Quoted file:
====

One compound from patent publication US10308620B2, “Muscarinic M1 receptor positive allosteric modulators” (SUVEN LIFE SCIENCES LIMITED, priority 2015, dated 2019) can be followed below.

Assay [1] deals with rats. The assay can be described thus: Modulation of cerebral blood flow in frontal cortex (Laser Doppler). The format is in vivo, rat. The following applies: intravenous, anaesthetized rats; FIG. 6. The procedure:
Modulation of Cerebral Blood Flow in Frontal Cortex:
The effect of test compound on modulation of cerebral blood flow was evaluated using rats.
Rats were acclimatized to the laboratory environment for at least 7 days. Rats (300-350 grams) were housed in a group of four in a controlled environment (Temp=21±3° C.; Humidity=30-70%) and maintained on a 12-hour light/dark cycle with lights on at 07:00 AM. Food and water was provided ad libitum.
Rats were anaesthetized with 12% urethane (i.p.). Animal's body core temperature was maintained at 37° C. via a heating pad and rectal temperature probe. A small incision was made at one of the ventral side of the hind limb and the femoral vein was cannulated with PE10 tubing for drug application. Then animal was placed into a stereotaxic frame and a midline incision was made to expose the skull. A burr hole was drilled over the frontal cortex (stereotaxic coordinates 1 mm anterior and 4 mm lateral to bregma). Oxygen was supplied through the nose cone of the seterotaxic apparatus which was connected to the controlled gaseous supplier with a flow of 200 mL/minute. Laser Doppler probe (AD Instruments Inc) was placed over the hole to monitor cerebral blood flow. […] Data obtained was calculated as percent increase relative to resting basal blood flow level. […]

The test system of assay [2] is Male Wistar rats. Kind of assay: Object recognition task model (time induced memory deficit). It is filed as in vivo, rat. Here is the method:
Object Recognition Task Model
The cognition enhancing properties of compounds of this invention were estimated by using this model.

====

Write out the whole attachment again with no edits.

One compound from patent publication US10308620B2, “Muscarinic M1 receptor positive allosteric modulators” (SUVEN LIFE SCIENCES LIMITED, priority 2015, dated 2019) can be followed below.

Assay [1] deals with rats. The assay can be described thus: Modulation of cerebral blood flow in frontal cortex (Laser Doppler). The format is in vivo, rat. The following applies: intravenous, anaesthetized rats; FIG. 6. The procedure:
Modulation of Cerebral Blood Flow in Frontal Cortex:
The effect of test compound on modulation of cerebral blood flow was evaluated using rats.
Rats were acclimatized to the laboratory environment for at least 7 days. Rats (300-350 grams) were housed in a group of four in a controlled environment (Temp=21±3° C.; Humidity=30-70%) and maintained on a 12-hour light/dark cycle with lights on at 07:00 AM. Food and water was provided ad libitum.
Rats were anaesthetized with 12% urethane (i.p.). Animal's body core temperature was maintained at 37° C. via a heating pad and rectal temperature probe. A small incision was made at one of the ventral side of the hind limb and the femoral vein was cannulated with PE10 tubing for drug application. Then animal was placed into a stereotaxic frame and a midline incision was made to expose the skull. A burr hole was drilled over the frontal cortex (stereotaxic coordinates 1 mm anterior and 4 mm lateral to bregma). Oxygen was supplied through the nose cone of the seterotaxic apparatus which was connected to the controlled gaseous supplier with a flow of 200 mL/minute. Laser Doppler probe (AD Instruments Inc) was placed over the hole to monitor cerebral blood flow. […] Data obtained was calculated as percent increase relative to resting basal blood flow level. […]

The test system of assay [2] is Male Wistar rats. Kind of assay: Object recognition task model (time induced memory deficit). It is filed as in vivo, rat. Here is the method:
Object Recognition Task Model
The cognition enhancing properties of compounds of this invention were estimated by using this model.